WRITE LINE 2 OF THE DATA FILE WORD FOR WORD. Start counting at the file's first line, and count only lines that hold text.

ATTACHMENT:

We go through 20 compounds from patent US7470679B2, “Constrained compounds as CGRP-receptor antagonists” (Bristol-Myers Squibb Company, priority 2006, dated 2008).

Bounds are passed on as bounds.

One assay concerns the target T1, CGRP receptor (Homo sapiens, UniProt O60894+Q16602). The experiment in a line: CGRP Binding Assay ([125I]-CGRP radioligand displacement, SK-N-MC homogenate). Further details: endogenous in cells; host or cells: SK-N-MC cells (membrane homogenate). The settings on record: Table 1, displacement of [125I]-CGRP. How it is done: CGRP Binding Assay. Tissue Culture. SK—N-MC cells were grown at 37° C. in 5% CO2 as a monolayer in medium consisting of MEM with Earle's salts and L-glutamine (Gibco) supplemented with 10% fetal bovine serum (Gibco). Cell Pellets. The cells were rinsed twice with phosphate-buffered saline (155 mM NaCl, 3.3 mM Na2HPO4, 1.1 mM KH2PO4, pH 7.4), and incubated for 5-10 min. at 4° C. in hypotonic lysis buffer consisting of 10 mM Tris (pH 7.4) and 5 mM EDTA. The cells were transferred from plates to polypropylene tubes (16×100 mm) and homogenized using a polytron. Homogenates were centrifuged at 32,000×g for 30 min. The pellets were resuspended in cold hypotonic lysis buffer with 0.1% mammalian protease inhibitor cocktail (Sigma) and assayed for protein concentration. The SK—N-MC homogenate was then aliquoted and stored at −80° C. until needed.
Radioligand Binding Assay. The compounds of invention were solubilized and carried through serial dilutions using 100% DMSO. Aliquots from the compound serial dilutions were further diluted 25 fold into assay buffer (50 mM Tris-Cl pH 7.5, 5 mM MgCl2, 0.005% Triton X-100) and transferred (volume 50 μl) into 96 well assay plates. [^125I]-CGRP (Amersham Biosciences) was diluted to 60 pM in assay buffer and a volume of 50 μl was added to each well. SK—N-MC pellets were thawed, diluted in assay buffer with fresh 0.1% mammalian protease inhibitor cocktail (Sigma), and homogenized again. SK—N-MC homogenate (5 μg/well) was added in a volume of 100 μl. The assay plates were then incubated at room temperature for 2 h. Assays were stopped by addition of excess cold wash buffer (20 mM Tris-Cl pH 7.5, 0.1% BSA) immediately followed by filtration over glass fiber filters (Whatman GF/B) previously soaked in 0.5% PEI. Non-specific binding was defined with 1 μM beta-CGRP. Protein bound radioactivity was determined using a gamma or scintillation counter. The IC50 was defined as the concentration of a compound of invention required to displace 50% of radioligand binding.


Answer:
Bounds are passed on as bounds.